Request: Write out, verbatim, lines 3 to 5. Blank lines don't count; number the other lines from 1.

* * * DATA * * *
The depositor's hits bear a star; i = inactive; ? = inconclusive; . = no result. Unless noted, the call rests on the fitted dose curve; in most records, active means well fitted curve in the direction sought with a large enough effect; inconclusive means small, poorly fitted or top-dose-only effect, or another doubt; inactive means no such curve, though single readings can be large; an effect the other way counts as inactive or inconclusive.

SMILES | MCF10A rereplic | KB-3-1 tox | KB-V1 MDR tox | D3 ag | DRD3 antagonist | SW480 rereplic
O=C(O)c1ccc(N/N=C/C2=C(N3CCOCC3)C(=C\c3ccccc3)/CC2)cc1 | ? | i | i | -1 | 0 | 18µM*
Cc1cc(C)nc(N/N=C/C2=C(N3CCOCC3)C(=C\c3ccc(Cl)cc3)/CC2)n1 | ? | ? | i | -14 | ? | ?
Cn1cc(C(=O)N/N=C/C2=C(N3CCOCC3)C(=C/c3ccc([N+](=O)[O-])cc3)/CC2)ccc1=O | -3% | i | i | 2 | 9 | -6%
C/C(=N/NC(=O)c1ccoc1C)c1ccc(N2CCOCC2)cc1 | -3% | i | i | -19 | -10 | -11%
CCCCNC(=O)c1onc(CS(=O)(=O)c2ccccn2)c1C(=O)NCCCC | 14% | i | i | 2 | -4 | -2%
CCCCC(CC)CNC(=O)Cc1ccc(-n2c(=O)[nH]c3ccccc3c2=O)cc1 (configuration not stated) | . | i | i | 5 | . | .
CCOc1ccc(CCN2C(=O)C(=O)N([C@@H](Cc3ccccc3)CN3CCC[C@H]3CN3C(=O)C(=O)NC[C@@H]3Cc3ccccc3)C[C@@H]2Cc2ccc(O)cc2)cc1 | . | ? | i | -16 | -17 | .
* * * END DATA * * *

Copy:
O=C(O)c1ccc(N/N=C/C2=C(N3CCOCC3)C(=C\c3ccccc3)/CC2)cc1 | ? | i | i | -1 | 0 | 18µM*
Cc1cc(C)nc(N/N=C/C2=C(N3CCOCC3)C(=C\c3ccc(Cl)cc3)/CC2)n1 | ? | ? | i | -14 | ? | ?
Cn1cc(C(=O)N/N=C/C2=C(N3CCOCC3)C(=C/c3ccc([N+](=O)[O-])cc3)/CC2)ccc1=O | -3% | i | i | 2 | 9 | -6%